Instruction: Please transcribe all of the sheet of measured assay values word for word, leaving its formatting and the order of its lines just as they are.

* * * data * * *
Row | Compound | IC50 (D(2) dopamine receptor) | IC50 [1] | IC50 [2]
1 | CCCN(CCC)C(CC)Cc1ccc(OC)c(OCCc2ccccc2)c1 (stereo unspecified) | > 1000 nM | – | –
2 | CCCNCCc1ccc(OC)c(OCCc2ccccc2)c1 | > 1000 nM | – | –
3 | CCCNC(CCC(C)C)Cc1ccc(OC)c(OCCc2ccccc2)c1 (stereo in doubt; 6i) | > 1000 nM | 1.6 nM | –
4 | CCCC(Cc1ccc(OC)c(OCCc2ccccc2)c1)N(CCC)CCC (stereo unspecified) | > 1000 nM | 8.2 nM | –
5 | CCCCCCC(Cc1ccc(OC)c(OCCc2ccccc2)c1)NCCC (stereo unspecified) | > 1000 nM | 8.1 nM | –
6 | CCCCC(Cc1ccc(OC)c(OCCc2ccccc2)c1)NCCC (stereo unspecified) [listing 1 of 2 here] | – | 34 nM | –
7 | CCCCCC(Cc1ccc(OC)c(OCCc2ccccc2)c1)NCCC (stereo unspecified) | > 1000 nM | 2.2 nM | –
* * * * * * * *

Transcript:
Row | Compound | IC50 (D(2) dopamine receptor) | IC50 [1] | IC50 [2]
1 | CCCN(CCC)C(CC)Cc1ccc(OC)c(OCCc2ccccc2)c1 (stereo unspecified) | > 1000 nM | – | –
2 | CCCNCCc1ccc(OC)c(OCCc2ccccc2)c1 | > 1000 nM | – | –
3 | CCCNC(CCC(C)C)Cc1ccc(OC)c(OCCc2ccccc2)c1 (stereo in doubt; 6i) | > 1000 nM | 1.6 nM | –
4 | CCCC(Cc1ccc(OC)c(OCCc2ccccc2)c1)N(CCC)CCC (stereo unspecified) | > 1000 nM | 8.2 nM | –
5 | CCCCCCC(Cc1ccc(OC)c(OCCc2ccccc2)c1)NCCC (stereo unspecified) | > 1000 nM | 8.1 nM | –
6 | CCCCC(Cc1ccc(OC)c(OCCc2ccccc2)c1)NCCC (stereo unspecified) [listing 1 of 2 here] | – | 34 nM | –
7 | CCCCCC(Cc1ccc(OC)c(OCCc2ccccc2)c1)NCCC (stereo unspecified) | > 1000 nM | 2.2 nM | –